Pros and cons of skiing in Chamonix
I recently enjoyed a ski trip in super snow to Chamonix. Read about it here. I have also written some of the main pros and cons of a ski holiday in Chamonix.
I have taken these points from the well-researched website Where to Ski and Snowboard and then added my opinion.
Pros of skiing in Chamonix
- A lot of very tough terrain, especially off-piste
- Amazing cable car to the Aiguille du Midi
- Skiing the famous Vallée Blanche
- Stunning views
- Other resorts covered on extended lift pass, including sunny Courmayeur
- Town steeped in Alpine tradition
- Lots of affordable hotels – and many will take short bookings
Cons of skiing in Chamonix
- Several different mountains areas, widely separated
- Not good for mixed abilities
- Inadequate bus services
- Bad weather can shut the best runs
- Still some old lifts
- Serious queues in key spots
- A busy town, with lots of road traffic
- Not a relaxing place
- Shady and cold in midwinter
My views on Chamonix skiing
I agree with some of these points but also disagree with others. For example, I did not spot many affordable/ cheaper lodgings or shorter bookings. However, we were looking last minute and for the Christmas week so that will affect prices. I would advise a search of AirB&B and Booking.com, as well as other independent accommodation providers, for some cheaper deals.
In the end, we were very fortunate to be able to stay in a friend’s apartment in Chamonix Sud, which proved to be the perfect location for enjoying Chamonix town and making use of the bus services to visit all the ski areas.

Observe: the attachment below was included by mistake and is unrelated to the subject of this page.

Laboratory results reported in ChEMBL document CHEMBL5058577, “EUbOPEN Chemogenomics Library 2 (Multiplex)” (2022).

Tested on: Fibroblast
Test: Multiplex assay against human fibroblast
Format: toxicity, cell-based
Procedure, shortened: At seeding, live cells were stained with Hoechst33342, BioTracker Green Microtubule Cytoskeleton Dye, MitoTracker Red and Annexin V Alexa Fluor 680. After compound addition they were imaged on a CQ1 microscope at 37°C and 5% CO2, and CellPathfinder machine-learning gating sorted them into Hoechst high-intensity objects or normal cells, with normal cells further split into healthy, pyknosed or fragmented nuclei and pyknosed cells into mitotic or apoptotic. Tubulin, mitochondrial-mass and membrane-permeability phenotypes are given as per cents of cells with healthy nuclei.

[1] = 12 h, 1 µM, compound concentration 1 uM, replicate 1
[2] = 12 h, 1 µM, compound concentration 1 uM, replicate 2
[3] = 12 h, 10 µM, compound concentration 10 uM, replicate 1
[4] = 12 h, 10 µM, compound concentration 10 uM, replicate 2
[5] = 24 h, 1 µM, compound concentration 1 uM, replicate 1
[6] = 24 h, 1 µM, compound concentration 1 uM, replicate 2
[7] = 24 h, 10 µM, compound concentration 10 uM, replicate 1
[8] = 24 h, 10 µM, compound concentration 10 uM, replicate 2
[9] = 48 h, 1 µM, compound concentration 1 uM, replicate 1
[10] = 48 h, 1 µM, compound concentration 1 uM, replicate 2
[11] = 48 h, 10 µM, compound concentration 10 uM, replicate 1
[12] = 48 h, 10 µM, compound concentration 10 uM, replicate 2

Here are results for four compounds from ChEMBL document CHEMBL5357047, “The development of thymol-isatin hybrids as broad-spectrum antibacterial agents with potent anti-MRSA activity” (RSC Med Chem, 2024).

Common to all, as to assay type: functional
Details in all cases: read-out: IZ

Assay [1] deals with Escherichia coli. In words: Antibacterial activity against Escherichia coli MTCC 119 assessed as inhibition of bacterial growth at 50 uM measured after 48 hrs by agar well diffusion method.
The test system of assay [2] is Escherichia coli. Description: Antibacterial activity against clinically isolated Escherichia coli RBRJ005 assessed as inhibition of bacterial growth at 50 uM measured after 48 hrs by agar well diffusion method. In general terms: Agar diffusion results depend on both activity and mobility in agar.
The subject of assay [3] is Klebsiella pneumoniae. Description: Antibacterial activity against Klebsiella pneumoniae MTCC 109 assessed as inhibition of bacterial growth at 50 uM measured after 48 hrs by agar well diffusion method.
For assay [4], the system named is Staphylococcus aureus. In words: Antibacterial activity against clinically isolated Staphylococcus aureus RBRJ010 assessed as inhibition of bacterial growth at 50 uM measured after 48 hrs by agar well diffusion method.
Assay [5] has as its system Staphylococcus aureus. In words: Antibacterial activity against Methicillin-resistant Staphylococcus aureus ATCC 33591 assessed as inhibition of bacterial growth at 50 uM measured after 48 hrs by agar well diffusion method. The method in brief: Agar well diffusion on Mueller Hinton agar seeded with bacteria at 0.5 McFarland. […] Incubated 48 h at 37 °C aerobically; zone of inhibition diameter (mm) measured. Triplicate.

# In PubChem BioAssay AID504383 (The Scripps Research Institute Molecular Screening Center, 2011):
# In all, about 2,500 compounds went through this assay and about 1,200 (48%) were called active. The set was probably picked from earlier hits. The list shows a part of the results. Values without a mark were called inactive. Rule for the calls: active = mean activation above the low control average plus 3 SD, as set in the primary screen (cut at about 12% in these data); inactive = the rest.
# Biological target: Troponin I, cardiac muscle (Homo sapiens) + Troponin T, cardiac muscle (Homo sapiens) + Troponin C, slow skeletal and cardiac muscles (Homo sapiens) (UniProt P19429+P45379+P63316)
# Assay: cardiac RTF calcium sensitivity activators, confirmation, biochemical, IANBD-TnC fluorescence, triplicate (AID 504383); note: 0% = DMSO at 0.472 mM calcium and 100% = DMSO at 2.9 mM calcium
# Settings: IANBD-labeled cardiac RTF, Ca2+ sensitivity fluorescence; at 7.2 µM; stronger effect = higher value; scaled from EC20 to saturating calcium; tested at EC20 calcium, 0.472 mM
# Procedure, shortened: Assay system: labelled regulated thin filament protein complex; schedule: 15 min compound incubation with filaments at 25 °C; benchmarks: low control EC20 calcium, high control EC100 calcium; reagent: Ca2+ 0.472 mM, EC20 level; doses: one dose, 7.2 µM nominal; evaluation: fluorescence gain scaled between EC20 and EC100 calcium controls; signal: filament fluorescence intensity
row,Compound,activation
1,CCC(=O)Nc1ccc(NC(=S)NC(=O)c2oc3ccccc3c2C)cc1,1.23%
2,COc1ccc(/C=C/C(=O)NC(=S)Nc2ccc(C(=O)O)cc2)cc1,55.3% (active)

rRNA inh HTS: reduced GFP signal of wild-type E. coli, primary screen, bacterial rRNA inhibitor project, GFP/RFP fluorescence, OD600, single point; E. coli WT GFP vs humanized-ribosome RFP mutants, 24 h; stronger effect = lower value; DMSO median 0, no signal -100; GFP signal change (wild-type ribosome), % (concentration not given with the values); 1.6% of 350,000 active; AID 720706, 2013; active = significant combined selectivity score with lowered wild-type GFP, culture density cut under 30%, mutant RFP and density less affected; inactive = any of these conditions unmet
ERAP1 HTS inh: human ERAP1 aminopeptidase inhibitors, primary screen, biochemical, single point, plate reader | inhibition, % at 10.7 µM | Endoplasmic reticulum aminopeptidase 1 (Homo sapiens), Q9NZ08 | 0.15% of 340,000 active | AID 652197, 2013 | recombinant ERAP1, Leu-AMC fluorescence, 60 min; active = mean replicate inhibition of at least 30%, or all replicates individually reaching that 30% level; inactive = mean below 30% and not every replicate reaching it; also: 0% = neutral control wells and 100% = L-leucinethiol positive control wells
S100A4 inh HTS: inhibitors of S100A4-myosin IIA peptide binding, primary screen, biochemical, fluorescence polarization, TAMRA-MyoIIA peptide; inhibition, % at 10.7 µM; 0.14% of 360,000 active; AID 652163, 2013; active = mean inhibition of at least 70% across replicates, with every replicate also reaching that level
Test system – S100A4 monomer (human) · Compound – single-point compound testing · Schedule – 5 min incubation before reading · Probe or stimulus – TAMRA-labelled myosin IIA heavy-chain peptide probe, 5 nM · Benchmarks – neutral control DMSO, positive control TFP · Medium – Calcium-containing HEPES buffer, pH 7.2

In terms of the advantages of Chamonix for skiers I would say this:
- A lot of very tough terrain, especially off-piste – yes there is and it is marvellous if that is your level of ability. G was certainly delighted by all he experienced and fancied doing. I am a less skilled skier but I found I was able to ski most of the pisted terrain and enjoy off-piste skiing in lovely snow.
It is worth noting that the areas of Brevant, Le Tour and Les Houches offer some easier skiing too so it is not all expert skiing in Chamonix area. Plus there is access to Courmayeur with the Mont Blanc Unlimited Pass and that boasts a range of skiing.
- Amazing cable car to the Aiguille du Midi – we enjoyed a half day of skiing at Le Tour on Christmas day and then took advantage of clear skies and sunshine for the cable car ride to the Aiguille du Midi. It was a superb thing to do and made all the better by a descent as the sky was lit up by a beautiful sun set.
- Skiing the famous Vallée Blanche – conditions did not allow for this (again) so G says he will be going back to tick this off his bucket list. I am less sure about whether I will ever do it. The snowy hike from the Aguille to the start of this infamous off-piste ski run looks exposed and very scary, let alone the thought of the unknown skiing on steep off-piste.
- Stunning views – totally agree. My favourite views were the Aiguille du Midi cable car, Grand Montets generally and from Chamonix town looking up at the Aguille du Midi and Mont Blanc.